Respondent seeks partial summary judgment as to the amount of other or miscellaneous income for 1976 that she determined in the notice of deficiency, $1,684,916. 6 Petitioner's admissions establish that over a 2-year period, during 1976 and 1977, he received approximately $1,720,916 in commissions. However, these admissions fail to disclose exactly how much of that amount he received in 1976 as opposed to 1977, or how much he failed to report in 1976. Petitioner's deemed admissions do not allocate his commission income between 1976 and 1977, the years when petitioner admits that he sold interests in the S-J partnerships. The record before us on this motion does not include detailed information concerning petitioner's other or miscellaneous income for 1976. Consequently, while the record indicates that petitioner failed to report commission income in 1976, respondent has not made a prima facie showing of the amount of such income that petitioner failed to report that year.

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6 In the notice of deficiency respondent listed the source of payments by which she determined petitioner's unreported commission income. It is a list of bank deposits referencing the respective banks, account numbers, check numbers, check dates, and amounts. The underlying documentation concerning these items is not included in the record before us on this motion.

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As for taxable years 1977 and 1978, in 1984 petitioner filed documents with the Internal Revenue Service which purported to be Forms 1040 for those earlier years. On line 20 of his purported 1977 Form 1040, petitioner reported other income in the amount of $2,000,536. On line 20 of his purported 1978 Form 1040, petitioner reported other income in the amount of $2,926,612. Respondent determined that petitioner had failed to file returns for 1977 and 1978, and therefore that petitioner had failed to report other or miscellaneous income for those years in the respective amounts of $2,000,536 and $2,926,612.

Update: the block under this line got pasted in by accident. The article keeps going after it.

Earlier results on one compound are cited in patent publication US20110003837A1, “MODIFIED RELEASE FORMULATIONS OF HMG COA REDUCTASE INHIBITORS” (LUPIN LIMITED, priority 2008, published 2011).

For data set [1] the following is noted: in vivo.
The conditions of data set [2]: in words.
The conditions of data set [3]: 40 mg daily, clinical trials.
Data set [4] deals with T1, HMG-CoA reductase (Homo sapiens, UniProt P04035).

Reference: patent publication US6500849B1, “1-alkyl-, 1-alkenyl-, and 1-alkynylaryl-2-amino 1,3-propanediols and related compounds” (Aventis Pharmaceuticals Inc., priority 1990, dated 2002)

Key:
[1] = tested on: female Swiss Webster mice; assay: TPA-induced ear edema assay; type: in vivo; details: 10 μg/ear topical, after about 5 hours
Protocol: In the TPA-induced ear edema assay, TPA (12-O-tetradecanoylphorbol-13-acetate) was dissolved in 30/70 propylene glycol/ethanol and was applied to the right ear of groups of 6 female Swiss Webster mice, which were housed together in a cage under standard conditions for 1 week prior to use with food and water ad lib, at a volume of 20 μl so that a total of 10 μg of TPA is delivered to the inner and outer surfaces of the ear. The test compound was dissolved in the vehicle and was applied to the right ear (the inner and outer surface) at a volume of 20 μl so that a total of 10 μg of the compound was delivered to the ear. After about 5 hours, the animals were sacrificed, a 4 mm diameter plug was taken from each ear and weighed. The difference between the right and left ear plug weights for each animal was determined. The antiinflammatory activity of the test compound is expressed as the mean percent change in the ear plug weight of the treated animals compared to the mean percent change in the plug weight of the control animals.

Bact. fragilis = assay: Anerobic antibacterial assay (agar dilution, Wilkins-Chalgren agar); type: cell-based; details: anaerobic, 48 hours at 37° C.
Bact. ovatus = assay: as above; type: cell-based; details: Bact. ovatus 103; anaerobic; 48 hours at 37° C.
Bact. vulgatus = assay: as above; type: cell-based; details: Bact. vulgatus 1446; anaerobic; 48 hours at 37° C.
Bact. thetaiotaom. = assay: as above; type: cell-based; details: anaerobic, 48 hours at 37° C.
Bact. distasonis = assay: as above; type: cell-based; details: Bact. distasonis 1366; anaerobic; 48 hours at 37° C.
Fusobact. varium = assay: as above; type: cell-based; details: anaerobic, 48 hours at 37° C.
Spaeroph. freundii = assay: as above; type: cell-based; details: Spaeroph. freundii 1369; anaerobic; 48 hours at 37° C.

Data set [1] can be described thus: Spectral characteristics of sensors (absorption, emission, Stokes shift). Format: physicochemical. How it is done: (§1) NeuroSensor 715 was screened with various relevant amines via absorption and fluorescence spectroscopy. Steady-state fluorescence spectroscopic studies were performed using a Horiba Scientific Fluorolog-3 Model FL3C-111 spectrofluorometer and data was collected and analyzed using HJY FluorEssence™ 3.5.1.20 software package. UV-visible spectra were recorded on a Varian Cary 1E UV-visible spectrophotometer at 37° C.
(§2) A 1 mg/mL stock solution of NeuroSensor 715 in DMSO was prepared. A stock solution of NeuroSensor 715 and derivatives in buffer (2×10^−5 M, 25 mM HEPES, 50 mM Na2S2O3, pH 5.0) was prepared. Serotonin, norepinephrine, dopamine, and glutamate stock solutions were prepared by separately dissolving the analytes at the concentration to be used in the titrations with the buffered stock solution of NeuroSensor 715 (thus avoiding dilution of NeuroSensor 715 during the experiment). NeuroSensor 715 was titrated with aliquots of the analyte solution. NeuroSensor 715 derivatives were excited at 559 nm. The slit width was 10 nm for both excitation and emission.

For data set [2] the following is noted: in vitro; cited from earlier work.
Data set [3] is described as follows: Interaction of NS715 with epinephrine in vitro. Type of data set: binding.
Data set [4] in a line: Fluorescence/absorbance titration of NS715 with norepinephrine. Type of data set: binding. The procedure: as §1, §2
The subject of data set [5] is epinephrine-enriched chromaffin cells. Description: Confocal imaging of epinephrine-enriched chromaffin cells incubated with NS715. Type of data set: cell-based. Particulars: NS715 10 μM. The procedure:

With respect to the amount of petitioner's other or miscellaneous income, the relevant portions of the record for 1977 and 1978 are as follows. Petitioner contends in his petition that respondent's determinations of additional taxable income for 1977 and 1978 (in addition to the other years in issue) are erroneous. Respondent asserts in her answer the same determinations that she made in the notices of deficiency. In his reply to respondent's answer, petitioner specifically denies respondent's determinations of taxable income for the years in issue, which includes her determinations of other or miscellaneous income. Petitioner's denial, in relevant part, states:

Petitioner denies that he ever had any potentially taxable income even vaguely close to the amount alleged by Respondent, and that his total gross receipts for the periods in question totaled $12,210,610, exclusive of Deductions, as follows: [Emphasis added.]

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We note that the amounts of taxable income denied by petitioner for 1977 and 1978 are the same amounts of other income petitioner reported on his purported Forms 1040 for 1977 7 and 1978.

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7 On his purported 1977 Form 1040, petitioner reported other income in the amount of $2,000,536, dividend income in the amount of $8,998, and interest income in the amount of $12,858, for a total amount of income of $2,022,392.

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From the record before us on this motion, we conclude that respondent has failed to make a prima facie case that there exists no genuine issue of material fact regarding petitioner's receipt of other or miscellaneous income in the respective amounts of $2,000,536 and $2,926,612 for taxable years 1977 and 1978. Although petitioner reported these same amounts as other income on his purported returns for 1977 and 1978, respondent has determined and petitioner has admitted that the purported Forms 1040 he filed for taxable years 1977 and 1978 were not valid returns, and that petitioner did not otherwise file Federal income tax returns for 1977 and 1978. 8 The relevant portions of the record are respondent's determinations, petitioner's contention that they are erroneous, respondent's pleading of the same determinations, and petitioner's specific denial of them. These documents do not establish a prima facie showing of the absence of a factual issue regarding petitioner's other or miscellaneous income for 1977 and 1978.